Whereas some skills, regardless of their level, develop in the course of the study of a particular subject matter – mathematics, physics, chemistry, etc., there are skills such as a proficiency in using a computer, calculator, handbook, index, table, dictionary, and thesaurus that have essentially an interdisciplinary nature. Not explicitly taught, such cross-curricular skills emerge as a part of a learner’s repertoire through his or her active participation in the master/apprentice type of a learning environment that encourage direct engagement in the discovery of knowledge (A.Booth, 2001). Often in a lab setting, the instructor-student relationship moves quickly from the expert/novice plane to the master/apprentice plane (S. Abramovich, 2000) and that type of educational dynamics obscures actual processes responsible for the development of the above-mentioned cross-curricular skills. In other words, one can identify skills that develop through what can be conceptualized as hidden curriculum of engineering education.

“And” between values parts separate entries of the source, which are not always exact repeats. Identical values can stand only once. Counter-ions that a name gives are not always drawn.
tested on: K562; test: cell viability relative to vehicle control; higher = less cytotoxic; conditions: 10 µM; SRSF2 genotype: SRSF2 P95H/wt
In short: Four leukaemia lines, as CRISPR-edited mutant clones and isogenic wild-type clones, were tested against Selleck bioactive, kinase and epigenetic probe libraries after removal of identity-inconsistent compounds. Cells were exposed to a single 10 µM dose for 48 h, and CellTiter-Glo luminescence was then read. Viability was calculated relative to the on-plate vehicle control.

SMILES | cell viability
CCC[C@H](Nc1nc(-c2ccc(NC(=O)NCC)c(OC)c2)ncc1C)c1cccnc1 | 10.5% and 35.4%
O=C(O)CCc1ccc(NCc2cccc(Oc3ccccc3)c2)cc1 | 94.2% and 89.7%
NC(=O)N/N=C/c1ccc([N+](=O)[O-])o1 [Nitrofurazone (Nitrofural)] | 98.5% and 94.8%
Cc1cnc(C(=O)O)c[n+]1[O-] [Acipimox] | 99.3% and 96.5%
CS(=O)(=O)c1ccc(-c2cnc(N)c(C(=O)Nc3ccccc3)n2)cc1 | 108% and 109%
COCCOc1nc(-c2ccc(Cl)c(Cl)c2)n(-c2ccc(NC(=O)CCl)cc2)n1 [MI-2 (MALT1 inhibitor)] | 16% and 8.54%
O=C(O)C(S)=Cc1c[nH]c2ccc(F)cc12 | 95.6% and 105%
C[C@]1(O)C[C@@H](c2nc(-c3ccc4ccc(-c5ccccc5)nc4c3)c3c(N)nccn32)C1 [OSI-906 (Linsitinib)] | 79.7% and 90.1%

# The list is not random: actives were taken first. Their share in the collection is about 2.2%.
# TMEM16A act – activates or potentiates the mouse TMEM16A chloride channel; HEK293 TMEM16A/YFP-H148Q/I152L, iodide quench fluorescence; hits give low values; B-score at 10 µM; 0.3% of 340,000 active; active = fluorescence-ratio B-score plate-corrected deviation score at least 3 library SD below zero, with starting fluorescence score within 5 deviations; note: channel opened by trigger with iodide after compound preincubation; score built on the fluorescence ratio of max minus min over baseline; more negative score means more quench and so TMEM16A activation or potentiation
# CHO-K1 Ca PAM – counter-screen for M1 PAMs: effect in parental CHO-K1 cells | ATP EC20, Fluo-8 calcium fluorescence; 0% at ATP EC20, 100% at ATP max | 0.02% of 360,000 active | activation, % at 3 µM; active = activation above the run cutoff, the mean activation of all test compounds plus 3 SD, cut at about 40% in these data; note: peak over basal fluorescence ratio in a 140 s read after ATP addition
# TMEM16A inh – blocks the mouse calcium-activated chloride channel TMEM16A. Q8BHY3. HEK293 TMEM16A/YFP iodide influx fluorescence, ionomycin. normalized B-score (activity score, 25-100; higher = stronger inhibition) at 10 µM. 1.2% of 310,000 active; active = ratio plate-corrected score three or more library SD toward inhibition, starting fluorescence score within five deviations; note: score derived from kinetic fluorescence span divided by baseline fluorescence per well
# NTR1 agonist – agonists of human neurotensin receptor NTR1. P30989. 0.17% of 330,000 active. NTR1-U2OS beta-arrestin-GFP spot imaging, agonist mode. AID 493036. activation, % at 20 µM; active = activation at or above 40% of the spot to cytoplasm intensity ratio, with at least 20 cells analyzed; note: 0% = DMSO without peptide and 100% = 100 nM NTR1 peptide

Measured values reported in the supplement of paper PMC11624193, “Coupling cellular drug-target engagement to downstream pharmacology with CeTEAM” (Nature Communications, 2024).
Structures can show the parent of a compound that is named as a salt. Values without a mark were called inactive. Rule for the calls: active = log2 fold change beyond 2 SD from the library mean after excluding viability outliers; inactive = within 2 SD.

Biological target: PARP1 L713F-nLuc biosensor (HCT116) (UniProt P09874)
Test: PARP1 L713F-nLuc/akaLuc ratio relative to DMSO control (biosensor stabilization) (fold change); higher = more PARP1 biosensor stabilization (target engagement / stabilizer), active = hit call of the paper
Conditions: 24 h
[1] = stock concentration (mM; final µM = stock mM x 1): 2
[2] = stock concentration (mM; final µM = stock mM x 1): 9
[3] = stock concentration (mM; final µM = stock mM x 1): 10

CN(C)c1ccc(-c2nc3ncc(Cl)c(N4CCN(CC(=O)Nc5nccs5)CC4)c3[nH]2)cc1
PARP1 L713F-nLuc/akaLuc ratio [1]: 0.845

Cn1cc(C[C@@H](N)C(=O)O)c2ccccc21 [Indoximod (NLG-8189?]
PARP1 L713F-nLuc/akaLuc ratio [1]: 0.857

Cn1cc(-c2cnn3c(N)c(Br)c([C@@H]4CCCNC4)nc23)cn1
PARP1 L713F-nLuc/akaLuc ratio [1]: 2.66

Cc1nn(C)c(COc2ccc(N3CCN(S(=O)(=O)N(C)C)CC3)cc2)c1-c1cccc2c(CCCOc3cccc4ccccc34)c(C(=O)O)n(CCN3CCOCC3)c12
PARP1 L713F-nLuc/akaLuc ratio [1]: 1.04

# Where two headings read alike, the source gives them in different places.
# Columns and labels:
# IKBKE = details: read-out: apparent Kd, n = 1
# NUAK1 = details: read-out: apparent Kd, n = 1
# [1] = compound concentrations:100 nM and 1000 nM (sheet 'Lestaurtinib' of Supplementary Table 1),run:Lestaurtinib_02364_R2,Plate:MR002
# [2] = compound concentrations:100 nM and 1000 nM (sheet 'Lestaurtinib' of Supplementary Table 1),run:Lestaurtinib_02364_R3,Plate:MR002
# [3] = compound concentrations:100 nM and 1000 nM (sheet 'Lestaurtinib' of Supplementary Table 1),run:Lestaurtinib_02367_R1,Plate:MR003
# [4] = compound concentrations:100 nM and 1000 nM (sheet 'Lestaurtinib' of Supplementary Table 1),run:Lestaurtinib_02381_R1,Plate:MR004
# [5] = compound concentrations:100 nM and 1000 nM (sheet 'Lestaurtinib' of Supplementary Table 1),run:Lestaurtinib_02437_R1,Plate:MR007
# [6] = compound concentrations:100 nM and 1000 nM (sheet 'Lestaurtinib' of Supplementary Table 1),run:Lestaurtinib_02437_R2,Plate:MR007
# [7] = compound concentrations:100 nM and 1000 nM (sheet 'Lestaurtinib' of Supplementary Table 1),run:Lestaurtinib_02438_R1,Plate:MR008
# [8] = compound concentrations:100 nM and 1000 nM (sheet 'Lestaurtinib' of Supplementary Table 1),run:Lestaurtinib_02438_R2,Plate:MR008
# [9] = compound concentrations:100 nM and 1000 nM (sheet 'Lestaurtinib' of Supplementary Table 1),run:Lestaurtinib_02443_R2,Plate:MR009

The concept of hidden curriculum can be traced more than three decades back when its significance for learning at the pre-college level was first acknowledged (N. V.Overly, 1970). The very term ‘hidden curriculum’ was coined by P.V. Jackson (1968) in connection with tacit features that structure life in schools.  Many hidden messages of pre-college curriculum, which might not have been deliberately hidden (E. Vallance, 1983), enable students to learn skills needed to maintain social order. Such a functionalist perspective on hidden curriculum (A. Skelton, 1997) concerns primarily with social relationships within a learning environment structured by gender, socio, economic, and cultural background of the students. Recently, the concept of hidden curriculum has been explored in connection with using technology in mathematics teacher education (S. Abramovich & P. Brouwer, in press) as “a way to show the teacher the places where the learner might step into the learning process of mankind” (H. Freudenthal, 1983, p. ix).